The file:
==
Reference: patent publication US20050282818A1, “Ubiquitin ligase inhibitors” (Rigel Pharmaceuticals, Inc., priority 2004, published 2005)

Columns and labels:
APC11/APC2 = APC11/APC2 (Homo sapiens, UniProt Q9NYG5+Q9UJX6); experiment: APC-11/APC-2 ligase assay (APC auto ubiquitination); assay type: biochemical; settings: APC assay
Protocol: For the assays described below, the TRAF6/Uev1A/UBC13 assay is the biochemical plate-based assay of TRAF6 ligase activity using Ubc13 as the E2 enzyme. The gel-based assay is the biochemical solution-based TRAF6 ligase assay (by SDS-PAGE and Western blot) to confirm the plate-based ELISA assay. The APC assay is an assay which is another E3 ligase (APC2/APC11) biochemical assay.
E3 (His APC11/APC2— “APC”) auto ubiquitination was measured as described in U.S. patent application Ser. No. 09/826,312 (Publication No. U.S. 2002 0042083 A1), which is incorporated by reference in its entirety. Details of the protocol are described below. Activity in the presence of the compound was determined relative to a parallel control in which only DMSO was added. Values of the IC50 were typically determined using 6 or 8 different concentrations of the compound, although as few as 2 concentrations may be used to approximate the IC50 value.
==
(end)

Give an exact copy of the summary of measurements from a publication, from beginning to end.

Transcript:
Reference: patent publication US20050282818A1, “Ubiquitin ligase inhibitors” (Rigel Pharmaceuticals, Inc., priority 2004, published 2005)

Columns and labels:
APC11/APC2 = APC11/APC2 (Homo sapiens, UniProt Q9NYG5+Q9UJX6); experiment: APC-11/APC-2 ligase assay (APC auto ubiquitination); assay type: biochemical; settings: APC assay
Protocol: For the assays described below, the TRAF6/Uev1A/UBC13 assay is the biochemical plate-based assay of TRAF6 ligase activity using Ubc13 as the E2 enzyme. The gel-based assay is the biochemical solution-based TRAF6 ligase assay (by SDS-PAGE and Western blot) to confirm the plate-based ELISA assay. The APC assay is an assay which is another E3 ligase (APC2/APC11) biochemical assay.
E3 (His APC11/APC2— “APC”) auto ubiquitination was measured as described in U.S. patent application Ser. No. 09/826,312 (Publication No. U.S. 2002 0042083 A1), which is incorporated by reference in its entirety. Details of the protocol are described below. Activity in the presence of the compound was determined relative to a parallel control in which only DMSO was added. Values of the IC50 were typically determined using 6 or 8 different concentrations of the compound, although as few as 2 concentrations may be used to approximate the IC50 value.